Outsanding Community Service Award The Children's Hospital of Philadelphia (CHOP) received the Spencer Foreman Award for Outstanding Community Service at the Association of American Medical Colleges’ 2015 Annual Meeting. The award, presented on Nov. 8 in Baltimore, Md., spotlights AAMC members with a longstanding, major institutional commitment to addressing community needs. The award recognizes exceptional programs that go well beyond the traditional role of academic medicine and reach communities whose needs are not being met through the current health delivery system.

“The Children’s Hospital of Philadelphia is honored to have been selected by the Association of American Medical Colleges for this prestigious award,” said Madeline Bell, president and CEO.  “Our commitment to children extends well beyond the walls of our facilities throughout Pennsylvania and New Jersey.  The programs for which we are being recognized, including those at the community-based Nicholas and Athena Karabots Pediatric Care Center, and many others like them, exist because we have a dedicated team of employees committed to improving the health and wellness of children. They are most deserving of this national recognition, and I could not be prouder of our work in the community.”

Improving care for the city's most vulnerable children

“The Children’s Hospital of Philadelphia is doing vitally important work to help the city’s most vulnerable children become healthy adults,” said Darrell G. Kirch, MD, president and CEO of the AAMC. “The community health programs at CHOP not only promote good health in underserved neighborhoods, but also tackle the systemic inequities that contribute to health disparities, such as poverty and educational inequality. All of us at the AAMC are inspired by what CHOP is doing to help their community, and it was our privilege to recognize their work with the Spencer Foreman Community Service Award.”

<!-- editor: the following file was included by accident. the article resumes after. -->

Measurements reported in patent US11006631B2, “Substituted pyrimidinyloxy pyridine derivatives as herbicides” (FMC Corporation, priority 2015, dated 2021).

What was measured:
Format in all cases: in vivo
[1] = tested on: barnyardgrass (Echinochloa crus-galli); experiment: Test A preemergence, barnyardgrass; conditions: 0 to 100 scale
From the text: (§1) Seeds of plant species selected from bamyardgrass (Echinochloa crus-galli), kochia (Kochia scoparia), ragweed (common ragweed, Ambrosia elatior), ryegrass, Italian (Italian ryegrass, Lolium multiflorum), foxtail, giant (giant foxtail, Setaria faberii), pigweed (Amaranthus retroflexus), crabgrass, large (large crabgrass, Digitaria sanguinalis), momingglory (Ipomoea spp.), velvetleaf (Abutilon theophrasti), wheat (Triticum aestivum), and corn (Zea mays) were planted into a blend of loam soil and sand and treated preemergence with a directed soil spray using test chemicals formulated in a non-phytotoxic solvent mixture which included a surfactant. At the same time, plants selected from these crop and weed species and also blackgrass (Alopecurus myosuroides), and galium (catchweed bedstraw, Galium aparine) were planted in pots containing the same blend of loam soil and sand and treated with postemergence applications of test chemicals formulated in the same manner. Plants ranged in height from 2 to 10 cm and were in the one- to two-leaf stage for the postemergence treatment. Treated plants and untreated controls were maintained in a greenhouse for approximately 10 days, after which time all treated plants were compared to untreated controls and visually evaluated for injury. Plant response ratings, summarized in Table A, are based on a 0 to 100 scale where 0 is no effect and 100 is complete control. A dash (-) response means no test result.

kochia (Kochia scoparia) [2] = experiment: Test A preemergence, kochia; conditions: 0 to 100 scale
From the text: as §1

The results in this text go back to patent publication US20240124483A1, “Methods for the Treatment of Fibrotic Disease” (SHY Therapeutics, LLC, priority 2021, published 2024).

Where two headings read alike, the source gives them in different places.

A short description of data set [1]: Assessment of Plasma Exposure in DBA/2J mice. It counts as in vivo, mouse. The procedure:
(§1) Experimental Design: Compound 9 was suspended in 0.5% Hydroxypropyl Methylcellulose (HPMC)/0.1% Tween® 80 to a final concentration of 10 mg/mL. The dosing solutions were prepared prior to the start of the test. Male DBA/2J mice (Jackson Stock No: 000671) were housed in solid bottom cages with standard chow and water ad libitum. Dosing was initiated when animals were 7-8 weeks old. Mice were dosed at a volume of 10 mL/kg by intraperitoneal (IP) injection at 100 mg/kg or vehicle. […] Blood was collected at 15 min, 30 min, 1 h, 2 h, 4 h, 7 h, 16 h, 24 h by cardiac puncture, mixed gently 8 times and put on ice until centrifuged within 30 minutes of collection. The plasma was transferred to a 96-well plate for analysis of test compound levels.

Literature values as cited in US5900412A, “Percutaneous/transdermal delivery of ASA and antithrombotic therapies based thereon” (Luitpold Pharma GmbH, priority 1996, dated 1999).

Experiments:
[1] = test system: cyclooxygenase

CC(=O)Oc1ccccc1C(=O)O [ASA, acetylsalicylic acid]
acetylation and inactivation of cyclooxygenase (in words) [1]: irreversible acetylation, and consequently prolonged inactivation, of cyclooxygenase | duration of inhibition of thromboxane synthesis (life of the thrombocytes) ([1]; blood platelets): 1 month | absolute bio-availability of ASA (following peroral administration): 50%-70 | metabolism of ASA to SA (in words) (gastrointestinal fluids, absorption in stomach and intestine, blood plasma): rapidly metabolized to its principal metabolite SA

As the nation’s first pediatric hospital, CHOP has been promoting a culture of health and wellness for children in the greater Philadelphia area for more than 150 years. Many of the hospital’s community-based programs take a public health approach in response to serious health challenges for Philadelphia, identified by CHOP’s community health needs assessment — challenges such as pervasive poverty, access to care, adolescent services, obesity prevention and behavioral health care.

CHOP community programs recognized

Community programs for which CHOP was recognized for the Spencer Foreman Award include the Community Pediatrics and Advocacy Program (CPAP), a longitudinal curriculum that prepares medical residents for their roles and child and family advocates and community partners; the Career Path program, which provides job and life skills coaching for young adults with chronic illnesses or disabilities as they transition from high school; the Nicholas and Athena Karabots Pediatric Care Center, which provides the best available primary care services and community programs to the children of West Philadelphia; and the Violence Prevention Initiative, which aims to interrupt the cycle of violence by partnering with schools, screening for intimate partner violence and providing services to youth involved in violent incidents.

Grants program an incubator for new solutions to community challenges

While many CHOP employees are engaged in these activities, the CHOP Cares Community Grants Program serves as an incubator for new, staff-generated solutions to community challenges. In this program, employee ideas are awarded seed funding after a comprehensive vetting process by an advisory board representative of CHOP employees and civic leaders. Additionally, the CHOP Research Institute, home to the PolicyLab at CHOP, works to achieve optimal child health and well-being by informing program and policy changes through interdisciplinary research.

A final project, the South Philadelphia Community Health and Literacy Center, was also recognized by the Spencer Foreman Awards committee. Opening in 2016, this first-of-it-kind hospital-city partnership will include a CHOP pediatric clinic; full-service community health center run by the City of Philadelphia’s Department of Public Health; branch of the Free Library of Philadelphia; and modern recreation center with playground and green space, run by the city’s Department of Parks and Recreation.

The longevity of CHOP’s community programs – coupled with the involvement of its pediatric residents, researchers, nurses and staff – is testament to the hospital’s commitment to investing where there is a need for vital services that improve the lives of children.

Contact: Emily DiTomo, The Children’s Hospital of Philadelphia, 267-426-6063 or ditomoe@chop.edu